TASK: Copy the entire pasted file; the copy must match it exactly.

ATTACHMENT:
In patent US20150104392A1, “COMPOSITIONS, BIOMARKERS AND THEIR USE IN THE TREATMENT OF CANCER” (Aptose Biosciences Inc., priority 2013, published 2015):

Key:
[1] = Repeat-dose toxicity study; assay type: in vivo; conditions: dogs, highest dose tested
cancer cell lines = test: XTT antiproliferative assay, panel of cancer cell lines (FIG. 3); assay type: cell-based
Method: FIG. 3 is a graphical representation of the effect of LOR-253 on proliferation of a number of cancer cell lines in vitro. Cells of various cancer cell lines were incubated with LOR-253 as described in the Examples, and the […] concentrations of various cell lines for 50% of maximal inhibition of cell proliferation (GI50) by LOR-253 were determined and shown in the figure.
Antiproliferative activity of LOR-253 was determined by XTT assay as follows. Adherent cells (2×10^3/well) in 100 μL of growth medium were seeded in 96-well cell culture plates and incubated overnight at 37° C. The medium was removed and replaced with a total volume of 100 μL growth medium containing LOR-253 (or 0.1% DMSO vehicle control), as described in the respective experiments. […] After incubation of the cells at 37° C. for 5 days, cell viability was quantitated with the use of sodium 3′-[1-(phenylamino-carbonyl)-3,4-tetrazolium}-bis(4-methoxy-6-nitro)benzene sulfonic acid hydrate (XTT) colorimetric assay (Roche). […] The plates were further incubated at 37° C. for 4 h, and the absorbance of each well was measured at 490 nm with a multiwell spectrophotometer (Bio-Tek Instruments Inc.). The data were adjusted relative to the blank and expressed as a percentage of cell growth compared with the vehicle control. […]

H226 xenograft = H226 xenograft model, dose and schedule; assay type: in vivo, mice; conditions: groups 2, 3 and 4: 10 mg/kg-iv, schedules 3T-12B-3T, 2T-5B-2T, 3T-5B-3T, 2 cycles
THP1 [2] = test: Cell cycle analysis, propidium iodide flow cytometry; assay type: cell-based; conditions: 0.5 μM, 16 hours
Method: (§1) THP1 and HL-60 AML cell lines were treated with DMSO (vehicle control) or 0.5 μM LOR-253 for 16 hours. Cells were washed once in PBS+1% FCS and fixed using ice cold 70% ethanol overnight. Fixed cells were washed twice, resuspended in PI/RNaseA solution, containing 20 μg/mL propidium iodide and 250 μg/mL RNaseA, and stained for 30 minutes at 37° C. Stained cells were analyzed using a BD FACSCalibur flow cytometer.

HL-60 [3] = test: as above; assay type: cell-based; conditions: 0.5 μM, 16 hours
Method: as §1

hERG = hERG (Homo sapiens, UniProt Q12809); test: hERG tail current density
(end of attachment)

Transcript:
In patent US20150104392A1, “COMPOSITIONS, BIOMARKERS AND THEIR USE IN THE TREATMENT OF CANCER” (Aptose Biosciences Inc., priority 2013, published 2015):

Key:
[1] = Repeat-dose toxicity study; assay type: in vivo; conditions: dogs, highest dose tested
cancer cell lines = test: XTT antiproliferative assay, panel of cancer cell lines (FIG. 3); assay type: cell-based
Method: FIG. 3 is a graphical representation of the effect of LOR-253 on proliferation of a number of cancer cell lines in vitro. Cells of various cancer cell lines were incubated with LOR-253 as described in the Examples, and the […] concentrations of various cell lines for 50% of maximal inhibition of cell proliferation (GI50) by LOR-253 were determined and shown in the figure.
Antiproliferative activity of LOR-253 was determined by XTT assay as follows. Adherent cells (2×10^3/well) in 100 μL of growth medium were seeded in 96-well cell culture plates and incubated overnight at 37° C. The medium was removed and replaced with a total volume of 100 μL growth medium containing LOR-253 (or 0.1% DMSO vehicle control), as described in the respective experiments. […] After incubation of the cells at 37° C. for 5 days, cell viability was quantitated with the use of sodium 3′-[1-(phenylamino-carbonyl)-3,4-tetrazolium}-bis(4-methoxy-6-nitro)benzene sulfonic acid hydrate (XTT) colorimetric assay (Roche). […] The plates were further incubated at 37° C. for 4 h, and the absorbance of each well was measured at 490 nm with a multiwell spectrophotometer (Bio-Tek Instruments Inc.). The data were adjusted relative to the blank and expressed as a percentage of cell growth compared with the vehicle control. […]

H226 xenograft = H226 xenograft model, dose and schedule; assay type: in vivo, mice; conditions: groups 2, 3 and 4: 10 mg/kg-iv, schedules 3T-12B-3T, 2T-5B-2T, 3T-5B-3T, 2 cycles
THP1 [2] = test: Cell cycle analysis, propidium iodide flow cytometry; assay type: cell-based; conditions: 0.5 μM, 16 hours
Method: (§1) THP1 and HL-60 AML cell lines were treated with DMSO (vehicle control) or 0.5 μM LOR-253 for 16 hours. Cells were washed once in PBS+1% FCS and fixed using ice cold 70% ethanol overnight. Fixed cells were washed twice, resuspended in PI/RNaseA solution, containing 20 μg/mL propidium iodide and 250 μg/mL RNaseA, and stained for 30 minutes at 37° C. Stained cells were analyzed using a BD FACSCalibur flow cytometer.

HL-60 [3] = test: as above; assay type: cell-based; conditions: 0.5 μM, 16 hours
Method: as §1

hERG = hERG (Homo sapiens, UniProt Q12809); test: hERG tail current density